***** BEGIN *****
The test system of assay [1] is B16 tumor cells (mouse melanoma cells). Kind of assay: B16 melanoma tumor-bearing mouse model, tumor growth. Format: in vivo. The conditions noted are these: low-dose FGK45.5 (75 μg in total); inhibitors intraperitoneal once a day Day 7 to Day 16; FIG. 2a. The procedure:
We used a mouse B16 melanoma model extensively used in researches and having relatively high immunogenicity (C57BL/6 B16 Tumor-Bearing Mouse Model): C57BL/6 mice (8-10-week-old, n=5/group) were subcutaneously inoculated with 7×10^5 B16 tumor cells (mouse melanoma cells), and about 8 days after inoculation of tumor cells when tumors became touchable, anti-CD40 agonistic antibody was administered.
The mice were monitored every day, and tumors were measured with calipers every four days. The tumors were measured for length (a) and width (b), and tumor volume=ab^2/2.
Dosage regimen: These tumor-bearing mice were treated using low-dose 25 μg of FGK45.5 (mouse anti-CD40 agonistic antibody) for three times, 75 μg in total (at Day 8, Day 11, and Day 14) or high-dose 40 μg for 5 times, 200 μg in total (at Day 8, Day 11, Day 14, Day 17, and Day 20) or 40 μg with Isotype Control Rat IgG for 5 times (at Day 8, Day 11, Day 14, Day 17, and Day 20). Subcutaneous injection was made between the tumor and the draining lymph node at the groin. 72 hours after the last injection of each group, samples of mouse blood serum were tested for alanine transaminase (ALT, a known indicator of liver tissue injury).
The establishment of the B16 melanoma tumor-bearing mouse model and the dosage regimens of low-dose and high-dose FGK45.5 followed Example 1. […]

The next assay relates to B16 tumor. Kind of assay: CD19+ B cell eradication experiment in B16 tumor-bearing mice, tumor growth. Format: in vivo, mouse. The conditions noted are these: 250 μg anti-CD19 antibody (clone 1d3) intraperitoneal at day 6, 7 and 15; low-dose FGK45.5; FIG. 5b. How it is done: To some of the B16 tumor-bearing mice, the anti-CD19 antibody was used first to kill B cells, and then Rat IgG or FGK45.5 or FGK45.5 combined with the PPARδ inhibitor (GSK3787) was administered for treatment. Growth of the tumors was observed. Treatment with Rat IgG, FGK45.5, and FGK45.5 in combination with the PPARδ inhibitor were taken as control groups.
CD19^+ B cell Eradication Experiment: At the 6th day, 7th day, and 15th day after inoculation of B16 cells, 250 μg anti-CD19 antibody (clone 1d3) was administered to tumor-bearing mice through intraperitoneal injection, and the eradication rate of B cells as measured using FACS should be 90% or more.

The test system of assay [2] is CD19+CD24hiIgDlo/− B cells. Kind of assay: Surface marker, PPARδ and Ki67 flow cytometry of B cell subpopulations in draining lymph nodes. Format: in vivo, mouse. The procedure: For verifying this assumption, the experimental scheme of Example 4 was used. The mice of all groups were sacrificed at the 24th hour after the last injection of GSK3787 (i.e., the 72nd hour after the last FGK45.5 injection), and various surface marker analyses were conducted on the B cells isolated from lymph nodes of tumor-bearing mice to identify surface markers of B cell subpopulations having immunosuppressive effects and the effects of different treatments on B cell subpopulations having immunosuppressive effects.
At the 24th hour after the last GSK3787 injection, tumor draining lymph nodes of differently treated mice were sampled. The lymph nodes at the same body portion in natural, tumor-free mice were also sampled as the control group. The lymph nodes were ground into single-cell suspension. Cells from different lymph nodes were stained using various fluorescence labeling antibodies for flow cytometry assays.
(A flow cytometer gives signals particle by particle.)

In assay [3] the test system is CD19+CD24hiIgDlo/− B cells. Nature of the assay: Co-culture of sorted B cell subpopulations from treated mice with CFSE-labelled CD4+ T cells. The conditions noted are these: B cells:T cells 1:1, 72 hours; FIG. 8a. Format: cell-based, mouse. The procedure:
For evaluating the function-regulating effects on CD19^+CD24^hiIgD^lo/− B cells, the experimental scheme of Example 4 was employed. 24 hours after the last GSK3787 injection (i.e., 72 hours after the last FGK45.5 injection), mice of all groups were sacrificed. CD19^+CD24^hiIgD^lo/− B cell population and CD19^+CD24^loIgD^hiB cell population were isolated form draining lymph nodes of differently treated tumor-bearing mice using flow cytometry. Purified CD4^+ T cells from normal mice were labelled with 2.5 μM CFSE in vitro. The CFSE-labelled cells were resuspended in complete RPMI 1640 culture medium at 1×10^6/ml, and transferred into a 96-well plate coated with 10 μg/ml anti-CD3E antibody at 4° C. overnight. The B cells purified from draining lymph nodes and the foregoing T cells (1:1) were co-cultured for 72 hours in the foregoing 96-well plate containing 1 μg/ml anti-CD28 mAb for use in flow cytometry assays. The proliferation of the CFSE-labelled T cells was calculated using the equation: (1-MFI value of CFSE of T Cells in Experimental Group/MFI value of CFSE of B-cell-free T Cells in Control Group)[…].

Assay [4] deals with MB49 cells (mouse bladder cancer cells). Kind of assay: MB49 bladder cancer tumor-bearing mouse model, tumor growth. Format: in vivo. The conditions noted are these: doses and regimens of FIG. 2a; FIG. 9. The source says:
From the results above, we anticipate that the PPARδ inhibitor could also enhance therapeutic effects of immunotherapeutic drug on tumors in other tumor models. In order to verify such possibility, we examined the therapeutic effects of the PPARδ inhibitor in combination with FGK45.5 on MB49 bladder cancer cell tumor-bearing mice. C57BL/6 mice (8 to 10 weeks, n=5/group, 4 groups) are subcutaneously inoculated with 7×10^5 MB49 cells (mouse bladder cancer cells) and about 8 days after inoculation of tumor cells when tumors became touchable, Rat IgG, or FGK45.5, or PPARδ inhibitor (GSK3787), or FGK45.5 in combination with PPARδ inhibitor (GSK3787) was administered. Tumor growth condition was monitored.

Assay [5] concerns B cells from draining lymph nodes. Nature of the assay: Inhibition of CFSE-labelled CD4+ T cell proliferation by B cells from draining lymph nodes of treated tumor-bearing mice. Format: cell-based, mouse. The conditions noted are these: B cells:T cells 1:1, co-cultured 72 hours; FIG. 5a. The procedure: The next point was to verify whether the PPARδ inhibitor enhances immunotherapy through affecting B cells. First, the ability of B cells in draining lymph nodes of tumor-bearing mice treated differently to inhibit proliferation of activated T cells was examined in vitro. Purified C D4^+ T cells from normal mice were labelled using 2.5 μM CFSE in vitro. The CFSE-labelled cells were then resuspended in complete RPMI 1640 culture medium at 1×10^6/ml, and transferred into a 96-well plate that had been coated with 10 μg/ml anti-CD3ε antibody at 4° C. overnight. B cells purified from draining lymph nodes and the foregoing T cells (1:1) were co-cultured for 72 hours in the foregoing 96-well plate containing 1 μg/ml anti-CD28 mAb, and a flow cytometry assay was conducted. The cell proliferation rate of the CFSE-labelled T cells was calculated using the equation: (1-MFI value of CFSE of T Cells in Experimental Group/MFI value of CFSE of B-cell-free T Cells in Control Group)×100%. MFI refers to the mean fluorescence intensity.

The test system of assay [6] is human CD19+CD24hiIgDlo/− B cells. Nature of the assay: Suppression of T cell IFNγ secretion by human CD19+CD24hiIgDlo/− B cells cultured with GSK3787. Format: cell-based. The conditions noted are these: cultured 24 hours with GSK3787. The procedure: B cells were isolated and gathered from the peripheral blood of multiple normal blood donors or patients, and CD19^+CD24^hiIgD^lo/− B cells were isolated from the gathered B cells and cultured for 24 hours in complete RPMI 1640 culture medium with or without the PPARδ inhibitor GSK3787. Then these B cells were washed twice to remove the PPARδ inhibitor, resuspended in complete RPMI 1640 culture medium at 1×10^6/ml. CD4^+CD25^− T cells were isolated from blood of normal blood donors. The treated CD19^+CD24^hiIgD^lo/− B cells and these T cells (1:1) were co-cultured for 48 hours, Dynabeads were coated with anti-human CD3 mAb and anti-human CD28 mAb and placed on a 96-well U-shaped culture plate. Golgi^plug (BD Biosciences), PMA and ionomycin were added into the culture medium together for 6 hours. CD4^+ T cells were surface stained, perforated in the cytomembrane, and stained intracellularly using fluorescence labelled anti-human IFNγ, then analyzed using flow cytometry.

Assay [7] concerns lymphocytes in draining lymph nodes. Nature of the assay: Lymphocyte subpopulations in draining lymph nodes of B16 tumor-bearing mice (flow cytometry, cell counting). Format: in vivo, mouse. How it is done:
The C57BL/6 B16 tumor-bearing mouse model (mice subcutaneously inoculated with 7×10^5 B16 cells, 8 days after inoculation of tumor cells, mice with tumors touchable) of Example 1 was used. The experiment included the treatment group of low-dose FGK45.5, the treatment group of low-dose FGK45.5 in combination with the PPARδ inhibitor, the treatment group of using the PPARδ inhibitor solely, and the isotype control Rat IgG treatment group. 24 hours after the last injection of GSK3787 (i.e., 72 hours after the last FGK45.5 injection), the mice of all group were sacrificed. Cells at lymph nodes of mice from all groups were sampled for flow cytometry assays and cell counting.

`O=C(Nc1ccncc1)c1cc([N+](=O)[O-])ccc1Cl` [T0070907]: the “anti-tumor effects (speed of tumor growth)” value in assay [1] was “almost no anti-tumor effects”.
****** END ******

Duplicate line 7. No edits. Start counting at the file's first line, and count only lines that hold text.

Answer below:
CD19^+ B cell Eradication Experiment: At the 6th day, 7th day, and 15th day after inoculation of B16 cells, 250 μg anti-CD19 antibody (clone 1d3) was administered to tumor-bearing mice through intraperitoneal injection, and the eradication rate of B cells as measured using FACS should be 90% or more.